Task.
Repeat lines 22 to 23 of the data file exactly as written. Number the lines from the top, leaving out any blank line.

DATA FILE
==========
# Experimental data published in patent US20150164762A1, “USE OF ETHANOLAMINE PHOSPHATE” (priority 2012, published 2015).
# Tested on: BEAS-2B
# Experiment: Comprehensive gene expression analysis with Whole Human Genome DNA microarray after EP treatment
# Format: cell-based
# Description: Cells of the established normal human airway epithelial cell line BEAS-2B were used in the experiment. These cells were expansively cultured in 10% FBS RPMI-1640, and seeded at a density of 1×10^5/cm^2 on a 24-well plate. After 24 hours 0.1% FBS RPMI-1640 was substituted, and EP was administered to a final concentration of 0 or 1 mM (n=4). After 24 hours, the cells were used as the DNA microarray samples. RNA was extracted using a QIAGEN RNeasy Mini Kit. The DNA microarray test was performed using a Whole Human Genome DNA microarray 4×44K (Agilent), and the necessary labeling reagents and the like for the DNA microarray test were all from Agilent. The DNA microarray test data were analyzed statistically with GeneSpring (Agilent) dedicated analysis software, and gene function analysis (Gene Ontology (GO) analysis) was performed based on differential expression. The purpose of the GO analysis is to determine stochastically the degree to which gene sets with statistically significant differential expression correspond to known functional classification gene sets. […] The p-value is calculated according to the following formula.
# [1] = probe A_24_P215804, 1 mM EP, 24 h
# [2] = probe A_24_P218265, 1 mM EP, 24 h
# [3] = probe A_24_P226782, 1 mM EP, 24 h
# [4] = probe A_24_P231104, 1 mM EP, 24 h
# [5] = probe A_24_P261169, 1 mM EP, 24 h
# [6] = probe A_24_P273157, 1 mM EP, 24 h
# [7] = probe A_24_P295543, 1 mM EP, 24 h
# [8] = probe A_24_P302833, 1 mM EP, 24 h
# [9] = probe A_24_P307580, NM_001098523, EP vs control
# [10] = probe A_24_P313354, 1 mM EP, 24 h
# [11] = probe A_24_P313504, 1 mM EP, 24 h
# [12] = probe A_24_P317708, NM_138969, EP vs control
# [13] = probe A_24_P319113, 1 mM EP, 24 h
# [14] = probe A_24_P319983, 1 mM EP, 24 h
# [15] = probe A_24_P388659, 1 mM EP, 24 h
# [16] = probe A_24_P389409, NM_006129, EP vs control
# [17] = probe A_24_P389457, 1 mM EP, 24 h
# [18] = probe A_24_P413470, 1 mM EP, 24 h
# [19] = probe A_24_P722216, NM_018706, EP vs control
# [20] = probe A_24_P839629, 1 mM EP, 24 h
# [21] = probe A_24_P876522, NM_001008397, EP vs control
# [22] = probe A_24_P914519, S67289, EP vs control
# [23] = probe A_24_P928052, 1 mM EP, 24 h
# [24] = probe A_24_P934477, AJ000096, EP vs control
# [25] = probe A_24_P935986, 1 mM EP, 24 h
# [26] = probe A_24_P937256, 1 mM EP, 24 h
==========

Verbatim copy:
# [17] = probe A_24_P389457, 1 mM EP, 24 h
# [18] = probe A_24_P413470, 1 mM EP, 24 h